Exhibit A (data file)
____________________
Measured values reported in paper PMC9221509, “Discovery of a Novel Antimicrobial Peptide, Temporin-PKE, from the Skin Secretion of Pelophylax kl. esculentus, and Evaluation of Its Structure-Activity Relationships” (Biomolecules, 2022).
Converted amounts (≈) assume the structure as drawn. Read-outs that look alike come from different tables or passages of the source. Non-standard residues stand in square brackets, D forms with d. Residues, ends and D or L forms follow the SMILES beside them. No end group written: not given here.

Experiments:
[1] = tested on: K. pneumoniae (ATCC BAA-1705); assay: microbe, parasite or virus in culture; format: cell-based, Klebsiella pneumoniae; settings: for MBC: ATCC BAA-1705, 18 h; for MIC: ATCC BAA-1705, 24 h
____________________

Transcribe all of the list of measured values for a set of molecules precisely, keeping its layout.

Measured values reported in paper PMC9221509, “Discovery of a Novel Antimicrobial Peptide, Temporin-PKE, from the Skin Secretion of Pelophylax kl. esculentus, and Evaluation of Its Structure-Activity Relationships” (Biomolecules, 2022).
Converted amounts (≈) assume the structure as drawn. Read-outs that look alike come from different tables or passages of the source. Non-standard residues stand in square brackets, D forms with d. Residues, ends and D or L forms follow the SMILES beside them. No end group written: not given here.

Experiments:
[1] = tested on: K. pneumoniae (ATCC BAA-1705); assay: microbe, parasite or virus in culture; format: cell-based, Klebsiella pneumoniae; settings: for MBC: ATCC BAA-1705, 18 h; for MIC: ATCC BAA-1705, 24 h